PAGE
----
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So here's my problem: I make timelapses from my cycling rides and the results are extremely shaky because the software picks frames linearly and sometimes I turn the handlebar or tilt the bike slightly, and the view is completely different to what it was the previous frame. This makes the video rather annoying to watch

So, I was wondering if there are some smarter algos out there that can 'smooth out' timelapses -- not in the motion blur sense (I suppose you can just average out the frames) but in terms of picking the right frames based on the delta changes between significant objects.

If there's some alternative approach to this, I'd be interested, too.

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I ain't sure if this will work but better than nothing!

Here two of my approaches to this problem:

  1. Warp Stabilization

    Software such as Mocha, AE and many others have Warp Stabilization. What is means is that it can automatically stabilize the clip based on the frames and it somewhat relates to Machine Learning approach to Big Data.

  2. Converting to 24fps

    You can open in in a video editor and manually delete clips based on your own human ability to judge by looking at the previous and next frame. As we know our eyes can think 24fps as a smooth video clip, you may try this manual fix technique by deleting at 3-5 frames per second of your video!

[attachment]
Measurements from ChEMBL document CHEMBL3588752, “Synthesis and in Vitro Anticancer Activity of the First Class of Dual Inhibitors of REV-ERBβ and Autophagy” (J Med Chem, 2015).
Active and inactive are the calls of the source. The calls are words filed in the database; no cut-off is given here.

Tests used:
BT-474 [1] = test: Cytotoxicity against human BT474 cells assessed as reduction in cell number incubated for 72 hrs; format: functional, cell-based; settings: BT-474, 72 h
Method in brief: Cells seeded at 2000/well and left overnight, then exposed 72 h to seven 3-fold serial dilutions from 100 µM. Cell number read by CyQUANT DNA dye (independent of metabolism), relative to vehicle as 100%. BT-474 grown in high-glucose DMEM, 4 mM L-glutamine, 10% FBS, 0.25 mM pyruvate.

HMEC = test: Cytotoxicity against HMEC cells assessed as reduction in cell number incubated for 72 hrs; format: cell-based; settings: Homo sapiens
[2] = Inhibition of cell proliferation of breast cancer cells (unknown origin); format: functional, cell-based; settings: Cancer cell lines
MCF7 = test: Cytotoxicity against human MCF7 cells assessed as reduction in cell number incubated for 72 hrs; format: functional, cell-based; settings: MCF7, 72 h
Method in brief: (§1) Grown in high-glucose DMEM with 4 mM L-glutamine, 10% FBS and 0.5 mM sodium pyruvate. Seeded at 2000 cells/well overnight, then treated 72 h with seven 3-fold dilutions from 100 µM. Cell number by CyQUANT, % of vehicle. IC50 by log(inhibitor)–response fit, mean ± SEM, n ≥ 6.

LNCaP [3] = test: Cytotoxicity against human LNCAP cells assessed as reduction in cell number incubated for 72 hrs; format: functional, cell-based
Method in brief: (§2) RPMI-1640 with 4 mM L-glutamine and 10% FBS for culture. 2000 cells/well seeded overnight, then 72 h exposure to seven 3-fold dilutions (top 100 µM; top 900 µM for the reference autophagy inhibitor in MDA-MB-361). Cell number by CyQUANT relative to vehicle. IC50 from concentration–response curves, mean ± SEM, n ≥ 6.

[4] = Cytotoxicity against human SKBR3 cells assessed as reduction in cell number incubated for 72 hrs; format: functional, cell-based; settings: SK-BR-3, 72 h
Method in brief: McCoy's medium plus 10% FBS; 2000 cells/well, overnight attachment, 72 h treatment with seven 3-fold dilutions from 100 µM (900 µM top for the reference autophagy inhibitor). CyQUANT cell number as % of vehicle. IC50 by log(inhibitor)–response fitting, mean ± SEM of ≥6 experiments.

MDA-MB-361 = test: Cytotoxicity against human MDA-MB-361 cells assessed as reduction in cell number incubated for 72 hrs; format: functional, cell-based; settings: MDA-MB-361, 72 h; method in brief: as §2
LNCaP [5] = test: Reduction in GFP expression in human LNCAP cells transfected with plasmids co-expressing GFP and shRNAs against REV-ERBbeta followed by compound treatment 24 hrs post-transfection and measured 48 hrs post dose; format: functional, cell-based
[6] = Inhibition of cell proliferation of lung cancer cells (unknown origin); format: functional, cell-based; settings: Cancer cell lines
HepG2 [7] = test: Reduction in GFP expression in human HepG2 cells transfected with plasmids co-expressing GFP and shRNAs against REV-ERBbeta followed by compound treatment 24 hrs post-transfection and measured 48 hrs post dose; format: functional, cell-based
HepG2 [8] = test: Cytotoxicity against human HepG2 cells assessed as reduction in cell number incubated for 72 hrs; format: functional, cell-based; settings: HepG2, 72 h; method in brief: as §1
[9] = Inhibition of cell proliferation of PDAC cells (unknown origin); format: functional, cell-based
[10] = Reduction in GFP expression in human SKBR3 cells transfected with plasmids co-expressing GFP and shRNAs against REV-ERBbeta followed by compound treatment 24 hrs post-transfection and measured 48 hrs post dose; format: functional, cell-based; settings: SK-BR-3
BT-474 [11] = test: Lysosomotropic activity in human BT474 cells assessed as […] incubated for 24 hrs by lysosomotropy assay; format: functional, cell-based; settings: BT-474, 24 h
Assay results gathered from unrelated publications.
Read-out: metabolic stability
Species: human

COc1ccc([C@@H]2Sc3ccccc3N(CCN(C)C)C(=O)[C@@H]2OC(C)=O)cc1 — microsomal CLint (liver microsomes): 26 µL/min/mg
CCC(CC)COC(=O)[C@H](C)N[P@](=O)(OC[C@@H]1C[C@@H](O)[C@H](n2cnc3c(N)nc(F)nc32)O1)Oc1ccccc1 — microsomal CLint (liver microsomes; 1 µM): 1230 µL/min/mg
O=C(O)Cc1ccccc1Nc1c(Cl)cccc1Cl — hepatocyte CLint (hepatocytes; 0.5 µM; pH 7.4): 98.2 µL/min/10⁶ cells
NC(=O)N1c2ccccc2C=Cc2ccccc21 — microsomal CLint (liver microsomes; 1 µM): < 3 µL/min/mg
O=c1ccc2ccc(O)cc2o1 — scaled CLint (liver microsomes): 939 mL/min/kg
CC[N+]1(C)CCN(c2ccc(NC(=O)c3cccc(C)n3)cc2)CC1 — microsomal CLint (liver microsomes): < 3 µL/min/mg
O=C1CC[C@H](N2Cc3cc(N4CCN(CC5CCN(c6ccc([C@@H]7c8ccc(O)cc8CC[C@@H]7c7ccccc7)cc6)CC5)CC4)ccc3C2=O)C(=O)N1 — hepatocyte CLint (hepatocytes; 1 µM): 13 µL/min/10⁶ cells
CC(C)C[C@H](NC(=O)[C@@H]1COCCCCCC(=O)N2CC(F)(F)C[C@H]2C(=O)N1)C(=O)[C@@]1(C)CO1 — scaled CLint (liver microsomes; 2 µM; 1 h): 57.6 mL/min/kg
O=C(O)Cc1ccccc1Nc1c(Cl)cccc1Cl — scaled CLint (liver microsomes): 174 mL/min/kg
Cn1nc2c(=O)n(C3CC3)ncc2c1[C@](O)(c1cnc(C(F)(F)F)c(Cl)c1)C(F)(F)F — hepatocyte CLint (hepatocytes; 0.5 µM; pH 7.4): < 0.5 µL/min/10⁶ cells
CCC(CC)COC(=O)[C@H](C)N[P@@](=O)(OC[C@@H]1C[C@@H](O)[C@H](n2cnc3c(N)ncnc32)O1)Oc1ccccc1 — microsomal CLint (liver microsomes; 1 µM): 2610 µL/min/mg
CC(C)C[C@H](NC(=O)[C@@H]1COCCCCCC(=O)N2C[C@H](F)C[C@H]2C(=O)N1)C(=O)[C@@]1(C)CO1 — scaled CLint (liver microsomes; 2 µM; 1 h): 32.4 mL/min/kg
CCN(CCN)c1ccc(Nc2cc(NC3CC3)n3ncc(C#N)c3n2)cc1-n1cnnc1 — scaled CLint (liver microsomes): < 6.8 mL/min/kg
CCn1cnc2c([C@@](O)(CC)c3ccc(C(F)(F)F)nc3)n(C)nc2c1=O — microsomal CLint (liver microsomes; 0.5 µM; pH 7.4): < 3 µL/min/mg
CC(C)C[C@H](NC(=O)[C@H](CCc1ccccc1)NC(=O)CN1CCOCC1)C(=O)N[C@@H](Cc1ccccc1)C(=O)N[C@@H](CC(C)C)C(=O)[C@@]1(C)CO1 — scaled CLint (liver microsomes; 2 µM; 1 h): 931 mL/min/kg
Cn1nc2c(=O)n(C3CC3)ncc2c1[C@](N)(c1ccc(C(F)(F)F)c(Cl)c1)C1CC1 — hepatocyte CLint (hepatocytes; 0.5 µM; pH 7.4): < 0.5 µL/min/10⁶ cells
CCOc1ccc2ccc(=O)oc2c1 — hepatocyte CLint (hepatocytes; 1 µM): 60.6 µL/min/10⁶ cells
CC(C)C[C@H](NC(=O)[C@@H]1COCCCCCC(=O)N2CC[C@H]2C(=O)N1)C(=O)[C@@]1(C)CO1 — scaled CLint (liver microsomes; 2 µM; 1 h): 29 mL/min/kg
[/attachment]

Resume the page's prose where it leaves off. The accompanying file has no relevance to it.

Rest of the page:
Giving an opinion based answer, I think warp stabilization would render quite great results.

  • > "our eyes can think 24fps as a smooth video clip" — nope, they can't. well, at least while the person is not intoxicated. the minimum fps is somewhere around 40..50, depends on person, but never as low as 24. – Sarge Borsch May 9 '17 at 11:16
  • also, simple decimation of frames would make motion speed non-smooth and it will add more salt to the injury. even replacing frame with a copy of previous frame or a blend of adjacent frames would be better than simply removing it. – Sarge Borsch May 9 '17 at 11:20
  • @SargeBorsch may you please mention some source? FPS in a video game is different from fps in video clips. Apple.com says: 24fps is also considered as the worldwide standard for movie theater film projectors. You may further refer here: Reddit: Movies have 24fps and still feel extremely smooth whereas games under 30fps are literally unplayable – Inderdeep B. May 9 '17 at 12:31
  • The frame rate in movie theatres is actually doubled, by displaying each frame twice. There are two different things going on there: persistence of vision allows most motion at 24fps to look smooth–though not really fast pans, ask any cinematographer–but our ability to perceive flickering is much higher, meaning that we can detect that a 24 Hz strobe is flickering, rather than perceive it as a steady source. So cinema projectors have a 48hz frame rate, but every frame is doubled, or in the case of older hand-drawn animation, quadrupled. – stib May 9 '17 at 13:07
  • @InderdeepB. it's obviously visible, why need a source? yes, most movies aren't close to being smooth, that is a sad fact of life. I didn't mention games at all; 40 or 50 fps would be totally unacceptable for games. – Sarge Borsch May 9 '17 at 13:58

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